Mayor Eric Adams’ administration and the City Council has reached a deal on a bill to allow year-round outdoor dining in New York City while placing limits on polarizing pandemic-style street eating.
Under the agreement, which came after months of haggling, outdoor restaurant dining would be permitted on sidewalks year-round and on city roads from spring to fall — a total of eight months per year.
Permanent dining structures would not be allowed to take up street space during the chilly winter months.
Adams said in a statement that the city’s COVID-19-era outdoor dining program rescued 100,000 jobs and myriad restaurants, but also “left hundreds of abandoned sheds on our streets that have become havens for rats and eyesores.”
“With this bill,” the mayor added, “we will create a permanent, year-round outdoor dining program that will support our small businesses, create jobs for New Yorkers, and keep our streets and communities vibrant.”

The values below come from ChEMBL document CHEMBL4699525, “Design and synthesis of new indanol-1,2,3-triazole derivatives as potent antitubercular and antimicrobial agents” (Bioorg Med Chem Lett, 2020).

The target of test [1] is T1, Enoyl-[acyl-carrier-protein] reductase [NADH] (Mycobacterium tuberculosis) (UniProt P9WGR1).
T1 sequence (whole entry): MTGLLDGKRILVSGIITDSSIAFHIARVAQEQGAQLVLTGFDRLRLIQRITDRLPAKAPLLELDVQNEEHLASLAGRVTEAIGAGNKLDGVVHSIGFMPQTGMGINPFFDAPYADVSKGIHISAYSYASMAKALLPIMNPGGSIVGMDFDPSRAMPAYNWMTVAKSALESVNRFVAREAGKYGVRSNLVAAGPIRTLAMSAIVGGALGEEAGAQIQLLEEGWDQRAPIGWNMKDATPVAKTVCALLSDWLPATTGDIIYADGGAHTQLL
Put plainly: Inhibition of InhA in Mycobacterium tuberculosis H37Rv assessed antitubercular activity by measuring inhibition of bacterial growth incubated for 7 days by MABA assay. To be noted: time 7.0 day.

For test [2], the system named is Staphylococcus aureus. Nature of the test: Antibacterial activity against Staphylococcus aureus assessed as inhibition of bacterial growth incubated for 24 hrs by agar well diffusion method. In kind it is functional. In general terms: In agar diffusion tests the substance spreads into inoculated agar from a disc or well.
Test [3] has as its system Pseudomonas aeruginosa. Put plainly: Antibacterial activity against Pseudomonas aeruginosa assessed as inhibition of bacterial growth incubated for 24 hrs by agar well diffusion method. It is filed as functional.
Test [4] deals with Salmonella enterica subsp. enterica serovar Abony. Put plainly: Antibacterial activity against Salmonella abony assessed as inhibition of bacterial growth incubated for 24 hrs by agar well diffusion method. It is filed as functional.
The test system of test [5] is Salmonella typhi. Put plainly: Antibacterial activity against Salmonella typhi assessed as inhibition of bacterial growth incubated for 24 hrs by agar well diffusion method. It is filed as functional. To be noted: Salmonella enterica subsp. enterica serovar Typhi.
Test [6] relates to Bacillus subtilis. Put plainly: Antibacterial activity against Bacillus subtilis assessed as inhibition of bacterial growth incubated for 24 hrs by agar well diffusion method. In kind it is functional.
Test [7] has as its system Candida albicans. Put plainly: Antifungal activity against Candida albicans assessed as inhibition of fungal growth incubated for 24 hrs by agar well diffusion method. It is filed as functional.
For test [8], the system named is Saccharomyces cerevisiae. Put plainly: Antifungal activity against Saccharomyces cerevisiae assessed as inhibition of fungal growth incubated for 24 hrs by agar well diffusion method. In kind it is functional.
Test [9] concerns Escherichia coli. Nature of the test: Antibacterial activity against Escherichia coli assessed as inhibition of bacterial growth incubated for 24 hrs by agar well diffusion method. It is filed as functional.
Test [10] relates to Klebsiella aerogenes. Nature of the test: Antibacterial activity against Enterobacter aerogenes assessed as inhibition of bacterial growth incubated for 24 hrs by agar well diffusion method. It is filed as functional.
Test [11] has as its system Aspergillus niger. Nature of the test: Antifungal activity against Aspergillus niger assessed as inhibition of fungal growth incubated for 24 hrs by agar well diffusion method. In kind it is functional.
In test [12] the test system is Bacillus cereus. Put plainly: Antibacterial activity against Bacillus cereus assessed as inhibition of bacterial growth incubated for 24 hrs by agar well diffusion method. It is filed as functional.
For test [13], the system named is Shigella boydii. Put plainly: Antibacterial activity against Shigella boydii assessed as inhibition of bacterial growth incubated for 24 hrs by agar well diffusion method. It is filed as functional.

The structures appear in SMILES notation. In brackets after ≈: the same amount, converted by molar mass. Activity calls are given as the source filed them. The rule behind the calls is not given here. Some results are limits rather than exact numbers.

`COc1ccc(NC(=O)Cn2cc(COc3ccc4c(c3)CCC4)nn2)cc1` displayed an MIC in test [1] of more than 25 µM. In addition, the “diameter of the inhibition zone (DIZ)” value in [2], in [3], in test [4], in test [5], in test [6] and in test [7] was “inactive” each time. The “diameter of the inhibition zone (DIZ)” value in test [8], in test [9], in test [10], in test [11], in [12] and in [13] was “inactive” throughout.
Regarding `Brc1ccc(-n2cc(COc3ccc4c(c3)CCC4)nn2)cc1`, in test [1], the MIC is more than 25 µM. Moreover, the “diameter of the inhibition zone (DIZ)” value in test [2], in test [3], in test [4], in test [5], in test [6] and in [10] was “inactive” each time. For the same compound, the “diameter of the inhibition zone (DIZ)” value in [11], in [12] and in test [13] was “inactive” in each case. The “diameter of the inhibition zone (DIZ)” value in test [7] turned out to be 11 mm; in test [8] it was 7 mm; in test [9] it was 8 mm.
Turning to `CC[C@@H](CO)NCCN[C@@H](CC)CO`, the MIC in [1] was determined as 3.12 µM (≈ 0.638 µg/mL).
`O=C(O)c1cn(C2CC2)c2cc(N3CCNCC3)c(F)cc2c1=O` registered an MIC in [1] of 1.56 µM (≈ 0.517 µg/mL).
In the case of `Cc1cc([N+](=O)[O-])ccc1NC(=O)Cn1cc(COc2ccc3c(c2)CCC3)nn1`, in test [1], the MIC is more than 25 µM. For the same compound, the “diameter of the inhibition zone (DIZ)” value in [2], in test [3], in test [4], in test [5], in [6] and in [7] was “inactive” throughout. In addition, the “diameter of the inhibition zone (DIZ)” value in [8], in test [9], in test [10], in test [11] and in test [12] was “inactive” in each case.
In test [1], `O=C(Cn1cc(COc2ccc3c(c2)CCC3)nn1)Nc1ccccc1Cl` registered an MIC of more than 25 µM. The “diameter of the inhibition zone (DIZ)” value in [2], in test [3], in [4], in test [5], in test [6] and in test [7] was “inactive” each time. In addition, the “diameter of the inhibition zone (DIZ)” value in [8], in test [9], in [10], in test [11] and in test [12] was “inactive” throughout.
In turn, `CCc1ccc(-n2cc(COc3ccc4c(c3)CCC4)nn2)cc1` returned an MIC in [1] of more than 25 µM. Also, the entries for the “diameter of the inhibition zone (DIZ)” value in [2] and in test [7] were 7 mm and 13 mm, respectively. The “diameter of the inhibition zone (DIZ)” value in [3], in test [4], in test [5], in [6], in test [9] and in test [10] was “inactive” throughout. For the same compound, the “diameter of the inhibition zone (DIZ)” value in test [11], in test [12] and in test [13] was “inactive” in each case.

Councilwoman Marjorie Velazquez, the Bronx Democrat who is the lead sponsor of the bill, said the agreement followed dialogue with patrons, business owners and city agencies.
The new deal will ensure an outdoor dining regime that continues to “serve our restaurants, residents, and visitors,” Velazquez said in a statement.
The Transportation Department would oversee enforcement and licensing under the proposed program. A point of contention in the negotiations was which city agency would lead oversight.
Restaurants would pay smaller fees for the right to offer outdoor dining than they did before COVID-19, according to the Council.
The reach of the city’s outdoor dining program spread widely beyond Manhattan during the pandemic.
About 12,000 restaurants now participate in the outdoor dining program, up from around 1,000 before COVID-19, according to the Council.
The proposed future framework drew swift praise from the NYC Hospitality Alliance, an association representing restaurants.
“We’re thrilled,” Andrew Rigie, the group’s executive director, and Rob Bookman, its counsel, said in a joint statement. “New Yorkers should go out and celebrate with a meal at an outdoor cafe!”
If the legislation is approved, the next step is a rule-making process to determine what kind of structures would be allowed — another possible source of contention.